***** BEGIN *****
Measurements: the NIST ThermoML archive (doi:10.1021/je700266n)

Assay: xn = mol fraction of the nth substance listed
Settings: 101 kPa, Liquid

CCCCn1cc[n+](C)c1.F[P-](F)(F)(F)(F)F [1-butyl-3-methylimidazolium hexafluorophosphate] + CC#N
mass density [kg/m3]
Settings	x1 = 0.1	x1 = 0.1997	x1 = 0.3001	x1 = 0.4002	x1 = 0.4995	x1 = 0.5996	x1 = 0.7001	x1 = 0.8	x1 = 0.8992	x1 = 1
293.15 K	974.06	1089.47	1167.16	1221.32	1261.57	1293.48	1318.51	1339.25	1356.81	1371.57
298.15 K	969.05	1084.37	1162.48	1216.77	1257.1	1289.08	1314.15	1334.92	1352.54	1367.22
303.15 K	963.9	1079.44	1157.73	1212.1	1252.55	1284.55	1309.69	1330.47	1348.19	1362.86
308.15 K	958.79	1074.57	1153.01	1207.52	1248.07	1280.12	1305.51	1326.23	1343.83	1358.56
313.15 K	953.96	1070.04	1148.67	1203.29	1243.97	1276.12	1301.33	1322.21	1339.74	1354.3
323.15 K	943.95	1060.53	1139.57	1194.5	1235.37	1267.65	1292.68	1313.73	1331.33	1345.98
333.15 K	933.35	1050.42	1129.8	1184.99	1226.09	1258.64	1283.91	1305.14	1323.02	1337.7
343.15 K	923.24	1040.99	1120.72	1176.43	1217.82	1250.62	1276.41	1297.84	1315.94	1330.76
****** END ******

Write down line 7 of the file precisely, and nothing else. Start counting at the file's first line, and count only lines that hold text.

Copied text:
293.15 K	974.06	1089.47	1167.16	1221.32	1261.57	1293.48	1318.51	1339.25	1356.81	1371.57